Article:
Many consumers support the idea of energy saving features in homes in theory. But in practice, many don’t want to pay for it.
About 10 percent of consumers are “core-value” customers who are environmentally committed and sustainability is part of their identity, said Eric Snider, president and CEO of Lifestory Research, based in Orange County, Calif.
Snider spoke on Thursday at a “Growing Green Homes in the New Economy” panel at a conference at the Brown Palace Hotel sponsored by the National Association of Real Estate Editors today.
He said consumers will show an increased willingness to adopt such things as solar power, but that doesn’t mean they want to pay for it, unless they are part of that 10 percent core-group.
“They will tell you one thing and will behave in a completely different way,” Snider said.
“Our forecast is not positive,” for consumers paying for green features, even though it will save them money over time.
His company’s research also found that it isn’t the younger generation embracing green with the most fervor. Lifestyle’s research found that 50 percent of the people 25 to 30 years old support the idea of being green, while 65 percent of those who in the 60- to 75-age range support green behavior.
But Gene Myers, president of the Denver-based New Town Builders, said that is not his experience with buyers.
He said on a macro-level, he thinks that Snider is correct, but when he can present energy payoffs that start in the first month of ownership, they are sold.
Myers said New Town is the best-selling builder in Stapleton, “and I am competing against eight other builders,” in the most popular master-planned community in Denver.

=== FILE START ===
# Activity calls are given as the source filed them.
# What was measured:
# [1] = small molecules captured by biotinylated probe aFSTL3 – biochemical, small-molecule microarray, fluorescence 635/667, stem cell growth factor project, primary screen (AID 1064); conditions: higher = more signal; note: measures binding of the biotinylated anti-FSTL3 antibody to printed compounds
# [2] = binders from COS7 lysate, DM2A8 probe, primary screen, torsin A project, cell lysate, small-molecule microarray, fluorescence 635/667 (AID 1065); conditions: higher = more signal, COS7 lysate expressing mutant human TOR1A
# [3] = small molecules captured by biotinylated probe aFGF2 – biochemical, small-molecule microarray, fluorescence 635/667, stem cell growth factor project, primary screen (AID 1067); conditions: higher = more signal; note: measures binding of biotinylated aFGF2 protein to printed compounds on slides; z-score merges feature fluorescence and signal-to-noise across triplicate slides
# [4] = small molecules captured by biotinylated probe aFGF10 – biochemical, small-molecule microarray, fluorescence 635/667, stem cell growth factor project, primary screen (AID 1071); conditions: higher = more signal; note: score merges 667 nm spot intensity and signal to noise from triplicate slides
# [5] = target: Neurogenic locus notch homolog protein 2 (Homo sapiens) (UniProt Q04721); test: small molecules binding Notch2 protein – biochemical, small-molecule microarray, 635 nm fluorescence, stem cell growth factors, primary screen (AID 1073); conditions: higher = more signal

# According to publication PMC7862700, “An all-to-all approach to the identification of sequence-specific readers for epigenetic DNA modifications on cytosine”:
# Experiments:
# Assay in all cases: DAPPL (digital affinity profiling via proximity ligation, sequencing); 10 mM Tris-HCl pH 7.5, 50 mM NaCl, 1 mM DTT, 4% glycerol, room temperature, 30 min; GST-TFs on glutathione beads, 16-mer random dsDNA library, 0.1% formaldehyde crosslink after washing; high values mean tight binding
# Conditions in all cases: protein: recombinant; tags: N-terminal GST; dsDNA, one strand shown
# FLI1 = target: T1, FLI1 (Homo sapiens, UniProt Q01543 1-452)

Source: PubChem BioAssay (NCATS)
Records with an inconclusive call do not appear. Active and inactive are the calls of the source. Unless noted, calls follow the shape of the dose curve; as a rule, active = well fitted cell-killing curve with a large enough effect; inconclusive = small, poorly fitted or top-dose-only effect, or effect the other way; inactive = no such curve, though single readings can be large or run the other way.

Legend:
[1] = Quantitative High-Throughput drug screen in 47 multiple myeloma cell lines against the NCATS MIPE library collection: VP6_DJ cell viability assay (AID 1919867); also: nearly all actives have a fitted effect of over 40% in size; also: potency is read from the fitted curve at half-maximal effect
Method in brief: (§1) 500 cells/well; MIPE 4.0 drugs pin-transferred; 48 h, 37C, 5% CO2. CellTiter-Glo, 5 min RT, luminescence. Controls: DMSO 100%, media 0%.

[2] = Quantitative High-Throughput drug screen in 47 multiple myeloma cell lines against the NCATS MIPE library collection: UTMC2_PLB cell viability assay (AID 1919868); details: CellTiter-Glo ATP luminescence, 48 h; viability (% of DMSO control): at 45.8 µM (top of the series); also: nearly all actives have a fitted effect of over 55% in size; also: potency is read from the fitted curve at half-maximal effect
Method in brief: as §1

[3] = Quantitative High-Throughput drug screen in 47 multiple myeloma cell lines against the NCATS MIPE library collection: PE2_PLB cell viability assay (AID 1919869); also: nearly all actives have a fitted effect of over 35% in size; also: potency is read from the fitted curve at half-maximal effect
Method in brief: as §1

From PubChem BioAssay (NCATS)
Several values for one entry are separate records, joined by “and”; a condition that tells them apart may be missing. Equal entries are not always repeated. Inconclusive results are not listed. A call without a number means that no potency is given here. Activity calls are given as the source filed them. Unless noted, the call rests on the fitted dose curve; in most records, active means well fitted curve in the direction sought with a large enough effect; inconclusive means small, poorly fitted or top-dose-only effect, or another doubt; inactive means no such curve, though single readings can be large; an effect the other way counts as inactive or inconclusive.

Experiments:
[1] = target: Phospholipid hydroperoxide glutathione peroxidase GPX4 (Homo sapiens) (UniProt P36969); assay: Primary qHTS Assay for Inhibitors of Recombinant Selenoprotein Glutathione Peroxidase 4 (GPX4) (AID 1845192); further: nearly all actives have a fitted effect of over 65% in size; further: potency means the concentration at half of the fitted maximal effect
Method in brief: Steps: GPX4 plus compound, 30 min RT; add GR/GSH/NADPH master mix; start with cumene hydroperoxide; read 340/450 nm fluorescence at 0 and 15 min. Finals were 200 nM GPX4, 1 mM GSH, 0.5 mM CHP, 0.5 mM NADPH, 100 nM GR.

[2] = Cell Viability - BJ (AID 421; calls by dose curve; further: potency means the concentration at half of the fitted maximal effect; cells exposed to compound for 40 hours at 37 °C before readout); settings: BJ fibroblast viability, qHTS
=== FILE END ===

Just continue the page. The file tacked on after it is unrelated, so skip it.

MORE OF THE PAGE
And when Myers returns to buyers after they have lived in their homes for a while, they are totally devoted to saving energy.
He was at a homeowner meeting Wednesday night at Stapleton, where every home New Town builds has a solar photovoltaic system and an energy monitor.
“Honey, I noticed a spike in our energy-use yesterday,” one man said to his wife. “That’s because I ran the drier,” she explained.
Myers said solar is what draws consumers to the home.
“Thicker insulation isn’t sexy,” Myers said. “Within in our niche, it is a powerful sales tool.”
He said that in 2010 New Town sold 42 homes, last year it sold 89 and last month it sold 19.
“We’re not a national builder; we really do not worry about national trends,” Myers said. “All real estate is local. In our market, solar is viable.”
Myers noted that a lot of builders his size did not survive the latest downturn.
“A lot of mid-sized builders are gone. I honestly don’t think we would have survived if not for our solar and other green features.”